F. Michael Ball, the former Hospira CEO who last month took over the top spot at Novartis' ($NVS) troubled Alcon unit, arrived with a lot on his plate. The division's sales are way off. It is shedding manufacturing and dealing with a recall in Japan. Now he can add to his list yet another product recall.
The Fort Worth, TX-based operation began voluntarily recalling one lot of its Tears Naturale Free eye lubricant drops this month after determining that some of the over-the-counter single-use vials may not even contain any of the dextran 70 and hypromellose 2910 ingredients they were supposed to. Instead, they might be filled only with water--and Alcon can't guarantee the water is even sterile. The nationwide Class II recall involves 12,648 cartons.
A Novartis spokesman pointed out that "while the recall for the Tears Naturale Free lubricant eye drops is ongoing, there have been no injuries or adverse events reported in conjunction with the sterile water."
Alcon last year recalled more than 89,000 units of its intraocular lenses in Japan because of a continued increase in reports of postoperative inflammation among patients who received the AcrySof IQ Toric lens.
Ball, who left Hospira after it was acquired last year by Pfizer ($PFE) in a $15 billion buyout, has lots of experience dealing with product and device recalls. In a review of Class I recalls last year by FiercePharmaManufacturing, Hospira led the way with 34 recalls, more than the next four companies in the report combined.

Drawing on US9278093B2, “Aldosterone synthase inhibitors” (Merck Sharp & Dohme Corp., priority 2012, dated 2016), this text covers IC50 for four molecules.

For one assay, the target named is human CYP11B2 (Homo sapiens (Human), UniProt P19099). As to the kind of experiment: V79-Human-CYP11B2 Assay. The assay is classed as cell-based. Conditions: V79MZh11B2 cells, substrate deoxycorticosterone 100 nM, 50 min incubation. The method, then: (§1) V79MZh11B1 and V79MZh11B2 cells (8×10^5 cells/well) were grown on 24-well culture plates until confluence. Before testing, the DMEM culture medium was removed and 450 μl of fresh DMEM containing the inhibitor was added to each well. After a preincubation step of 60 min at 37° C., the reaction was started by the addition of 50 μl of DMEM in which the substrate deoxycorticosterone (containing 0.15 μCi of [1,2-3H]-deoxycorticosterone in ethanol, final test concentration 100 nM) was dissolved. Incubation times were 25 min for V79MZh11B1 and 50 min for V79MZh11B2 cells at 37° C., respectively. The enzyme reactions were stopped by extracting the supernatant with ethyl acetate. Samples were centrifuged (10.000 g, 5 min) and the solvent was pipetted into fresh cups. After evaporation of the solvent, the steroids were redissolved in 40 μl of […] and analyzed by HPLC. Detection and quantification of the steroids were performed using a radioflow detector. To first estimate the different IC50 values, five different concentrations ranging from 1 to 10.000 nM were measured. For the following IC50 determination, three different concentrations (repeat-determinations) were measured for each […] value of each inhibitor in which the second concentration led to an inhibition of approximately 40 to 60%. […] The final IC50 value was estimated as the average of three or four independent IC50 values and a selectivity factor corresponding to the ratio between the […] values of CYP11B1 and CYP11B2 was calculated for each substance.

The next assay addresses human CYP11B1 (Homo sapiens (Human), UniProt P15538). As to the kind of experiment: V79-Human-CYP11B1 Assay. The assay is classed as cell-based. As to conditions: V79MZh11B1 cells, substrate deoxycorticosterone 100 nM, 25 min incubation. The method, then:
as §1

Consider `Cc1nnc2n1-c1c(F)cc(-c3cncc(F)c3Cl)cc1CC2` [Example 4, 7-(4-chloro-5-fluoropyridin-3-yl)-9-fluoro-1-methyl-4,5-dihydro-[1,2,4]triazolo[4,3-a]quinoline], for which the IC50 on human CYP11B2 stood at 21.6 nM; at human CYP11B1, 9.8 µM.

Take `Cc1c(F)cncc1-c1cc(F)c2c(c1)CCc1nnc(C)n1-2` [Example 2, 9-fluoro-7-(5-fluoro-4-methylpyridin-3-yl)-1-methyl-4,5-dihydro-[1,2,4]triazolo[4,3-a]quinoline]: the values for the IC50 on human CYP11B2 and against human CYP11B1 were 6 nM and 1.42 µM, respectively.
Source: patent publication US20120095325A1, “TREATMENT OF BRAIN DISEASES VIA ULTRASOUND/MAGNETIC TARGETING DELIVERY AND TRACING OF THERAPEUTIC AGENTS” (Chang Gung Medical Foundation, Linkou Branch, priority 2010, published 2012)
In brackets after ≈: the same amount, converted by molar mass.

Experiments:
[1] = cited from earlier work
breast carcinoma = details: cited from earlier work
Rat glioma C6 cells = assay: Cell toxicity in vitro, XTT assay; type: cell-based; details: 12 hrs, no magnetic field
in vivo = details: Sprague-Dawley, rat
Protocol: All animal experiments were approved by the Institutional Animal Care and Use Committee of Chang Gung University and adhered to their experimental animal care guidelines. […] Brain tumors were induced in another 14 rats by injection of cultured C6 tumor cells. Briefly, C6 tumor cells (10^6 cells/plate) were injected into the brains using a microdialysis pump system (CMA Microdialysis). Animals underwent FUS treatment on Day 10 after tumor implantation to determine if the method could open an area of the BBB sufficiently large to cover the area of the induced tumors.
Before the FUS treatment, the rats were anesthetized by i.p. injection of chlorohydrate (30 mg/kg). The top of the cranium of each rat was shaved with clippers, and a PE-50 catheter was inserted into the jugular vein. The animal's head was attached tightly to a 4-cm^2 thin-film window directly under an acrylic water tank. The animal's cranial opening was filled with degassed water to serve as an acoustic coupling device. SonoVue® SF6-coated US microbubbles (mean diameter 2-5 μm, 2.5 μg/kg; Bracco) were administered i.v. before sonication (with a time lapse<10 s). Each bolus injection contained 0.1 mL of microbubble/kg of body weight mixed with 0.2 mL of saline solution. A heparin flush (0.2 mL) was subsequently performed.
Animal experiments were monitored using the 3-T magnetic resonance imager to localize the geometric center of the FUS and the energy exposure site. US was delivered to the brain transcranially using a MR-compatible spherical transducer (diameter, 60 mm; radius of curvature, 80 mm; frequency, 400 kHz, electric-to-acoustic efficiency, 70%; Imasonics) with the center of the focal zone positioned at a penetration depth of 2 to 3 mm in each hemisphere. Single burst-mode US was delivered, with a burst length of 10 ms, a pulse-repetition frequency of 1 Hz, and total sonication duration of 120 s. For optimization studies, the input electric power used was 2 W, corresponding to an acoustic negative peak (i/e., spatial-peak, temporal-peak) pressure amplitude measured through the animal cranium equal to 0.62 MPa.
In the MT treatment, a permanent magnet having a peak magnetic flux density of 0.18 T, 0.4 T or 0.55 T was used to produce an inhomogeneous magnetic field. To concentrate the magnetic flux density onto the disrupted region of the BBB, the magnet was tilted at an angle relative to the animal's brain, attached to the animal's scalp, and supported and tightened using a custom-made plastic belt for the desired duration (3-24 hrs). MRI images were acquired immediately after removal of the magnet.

Of course, a filling issue in manufacturing is only a side note to the much bigger issues Ball faces. Revenues at Alcon dropped 13% last quarter to $2.3 billion, contributing to the Swiss drugmaker missing the Street's forecasts. The company for several years has been paring back some manufacturing to cut costs and already has a deal on the table to sell its Kaysersberg Pharmaceuticals unit to Swedish CMO Recipharm for €18 million ($19.7 million). With the deal, Recipharm gets a manufacturing plant in Kaysersberg, France, with a line of products that it will supply to Novartis through a long-term manufacturing agreement. In 2014, Novartis closed a Ciba Vision plant in Canada, laying off about 300 employees.
- here's the FDA recall notice